Tag Archives: African American philanthropy

Mary McLeod Bethune – World Class Fundraiser — Don’t forget to pass the hat

Listen in on an engaging conversation about Dr. Bethune and how what she did still resonates today. Anthony Ray of HBCU Nation interviews Melvin Shaw. In the early 1950’s I had the honor to hear Dr. Mary McLeod Bethune speak in a packed, hot and humid Clayborn Temple in downtown Memphis. She was a powerful orator. She mesmerized me, she mesmerized the crowd. She raised money for Bethune-Cookman College the old fashioned way: “she passed the hat.” I will never forget her for as long as I live. She spoke of going door-to-door asking for nickels, quarters, food, anything people could spare to help support her college. She believed in education and she didn’t wait for others to do what needed to be done. Dr. Mary McLeod Bethune was just […]

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Smithsonian Institution, National Museum of African American History and Culture Architectural Photrography

The Feasibility of the National Museum of African American History and Culture

As I watched the grand opening of the National Museum of African American History and Culture on television I was filled with excitement and emotion. I was excited about this historic moment, and what it means for the African American community and the nation. I thought of my great grandfather William Harrison Hammond, an ex-slave who became superintendent of schools in Shelby County TN and the founder of Oak Spring Baptist Church in Arlington, TN which he pastored for 65 years. The museum honors and appreciates millions of African Americans like him sharing their stories with the country and the world. I reflected on the great honor I felt when I was included as part of a team of 10 development professionals who conducted the fundraising feasibility study designed to […]

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left to right: Byron Glore, Wayman Smith, Victor Julian

Making the needle move: Corporate men behind the birth of the UNCF telethon

Part Two of a two-part series Left to Right: Byron Glore, Wayman Smith, and Victor Julian What contributed to the success of the history-making UNCF Lou Rawls telethon? Leadership, collaboration, team work, and a respect for the individual goals of participating partners. In part one of this series, we provided a look at what went on behind the scenes to create a partnership between the UNCF and Anheuser-Busch. Once the initial team members were committed, it was time for creativity and hard work. Anheuser-Busch, through its resources and financial power, propelled the UNCF telethon into the largest African American special event in the United States held on one day. Wayman Smith, Anheuser-Busch’s vice president for minority affairs, used his position to the fullest extent and changed the face of African […]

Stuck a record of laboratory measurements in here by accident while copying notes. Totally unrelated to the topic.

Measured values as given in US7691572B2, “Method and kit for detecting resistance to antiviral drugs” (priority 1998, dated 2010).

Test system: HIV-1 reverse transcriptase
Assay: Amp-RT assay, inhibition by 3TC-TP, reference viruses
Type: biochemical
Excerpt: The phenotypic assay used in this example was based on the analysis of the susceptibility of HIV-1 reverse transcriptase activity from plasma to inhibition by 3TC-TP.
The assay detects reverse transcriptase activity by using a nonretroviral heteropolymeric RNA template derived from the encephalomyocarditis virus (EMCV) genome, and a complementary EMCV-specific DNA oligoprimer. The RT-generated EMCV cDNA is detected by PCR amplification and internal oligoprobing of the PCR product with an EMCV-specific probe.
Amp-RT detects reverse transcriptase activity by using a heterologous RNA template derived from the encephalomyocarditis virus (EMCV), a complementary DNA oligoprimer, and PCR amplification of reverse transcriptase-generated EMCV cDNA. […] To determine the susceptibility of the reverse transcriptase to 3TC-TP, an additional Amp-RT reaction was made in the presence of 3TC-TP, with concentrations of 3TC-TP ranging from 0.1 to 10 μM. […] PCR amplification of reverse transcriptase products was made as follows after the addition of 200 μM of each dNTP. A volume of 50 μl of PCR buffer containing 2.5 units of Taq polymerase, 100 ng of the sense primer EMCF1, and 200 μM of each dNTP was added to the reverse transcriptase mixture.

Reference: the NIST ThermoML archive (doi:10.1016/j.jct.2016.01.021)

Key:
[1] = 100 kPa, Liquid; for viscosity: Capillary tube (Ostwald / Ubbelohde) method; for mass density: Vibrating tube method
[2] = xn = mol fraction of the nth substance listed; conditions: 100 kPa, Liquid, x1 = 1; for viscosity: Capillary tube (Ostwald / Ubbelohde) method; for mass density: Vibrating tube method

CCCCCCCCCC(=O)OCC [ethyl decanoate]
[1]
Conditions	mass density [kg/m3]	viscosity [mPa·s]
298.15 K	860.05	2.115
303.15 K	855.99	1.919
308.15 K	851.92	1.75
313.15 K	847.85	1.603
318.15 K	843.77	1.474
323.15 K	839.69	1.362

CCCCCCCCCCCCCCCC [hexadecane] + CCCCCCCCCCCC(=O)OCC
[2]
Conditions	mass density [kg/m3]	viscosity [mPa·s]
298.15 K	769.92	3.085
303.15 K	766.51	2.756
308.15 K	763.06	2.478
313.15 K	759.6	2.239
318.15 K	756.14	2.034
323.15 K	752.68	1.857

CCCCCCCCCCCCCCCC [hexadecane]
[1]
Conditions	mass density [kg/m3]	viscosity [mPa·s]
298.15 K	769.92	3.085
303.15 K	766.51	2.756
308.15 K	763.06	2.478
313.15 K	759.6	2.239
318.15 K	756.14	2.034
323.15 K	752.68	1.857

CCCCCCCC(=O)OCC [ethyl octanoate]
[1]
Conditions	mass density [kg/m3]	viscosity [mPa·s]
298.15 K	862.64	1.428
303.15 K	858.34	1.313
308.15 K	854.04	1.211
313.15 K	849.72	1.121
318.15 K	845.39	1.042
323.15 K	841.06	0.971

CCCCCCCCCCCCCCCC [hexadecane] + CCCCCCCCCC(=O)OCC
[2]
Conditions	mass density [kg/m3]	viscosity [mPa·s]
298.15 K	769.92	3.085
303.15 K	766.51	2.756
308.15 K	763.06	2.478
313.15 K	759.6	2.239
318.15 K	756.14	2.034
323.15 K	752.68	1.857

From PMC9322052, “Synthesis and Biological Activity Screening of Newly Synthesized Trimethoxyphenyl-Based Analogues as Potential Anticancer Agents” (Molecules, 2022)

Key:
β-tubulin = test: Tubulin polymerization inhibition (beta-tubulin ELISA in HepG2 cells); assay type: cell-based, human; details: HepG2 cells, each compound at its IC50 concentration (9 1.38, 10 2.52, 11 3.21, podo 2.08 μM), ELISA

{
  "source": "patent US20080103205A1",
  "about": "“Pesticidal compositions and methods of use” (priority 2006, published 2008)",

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Mel Shaw, Lou Rawls, James Alston

Making the needle move: The birth of the UNCF telethon

Part one of a two-part series Left to Right: Mel Shaw, Lou Rawls, and James Alston During its heyday (1980 – 1993), the United Negro College Fund’s Lou Rawls Parade of Stars was the largest African American special event in the United States held on one day. It forever changed African American philanthropy and how African Americans are perceived as donors, volunteers and fundraising leaders. Lou Rawls played an initiating role and three other men from outside of UNCF played key roles in creating, growing and sustaining this national special event. Here’s the back story. When Anheuser-Busch signed Lou Rawls as its national spokesperson, the corporation asked which charity he wanted Anheuser-Busch to support as part of his contract. Lou replied, “UNCF,” for he had worked with our own Mel […]

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African American Men and philanthropy

“The Ujima Legacy Fund grew out of a series of conversations that we had in a barbershop. We did research on black male philanthropy and decided that we needed to form an African American male giving circle.” Reginald Gordon.

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Black Gives Back

www.BlackGivesBack.com takes the stereotype of African Americans as the recipients of others’ philanthropy and illustrates – with images and words – that African Americans are busy giving to diverse causes.

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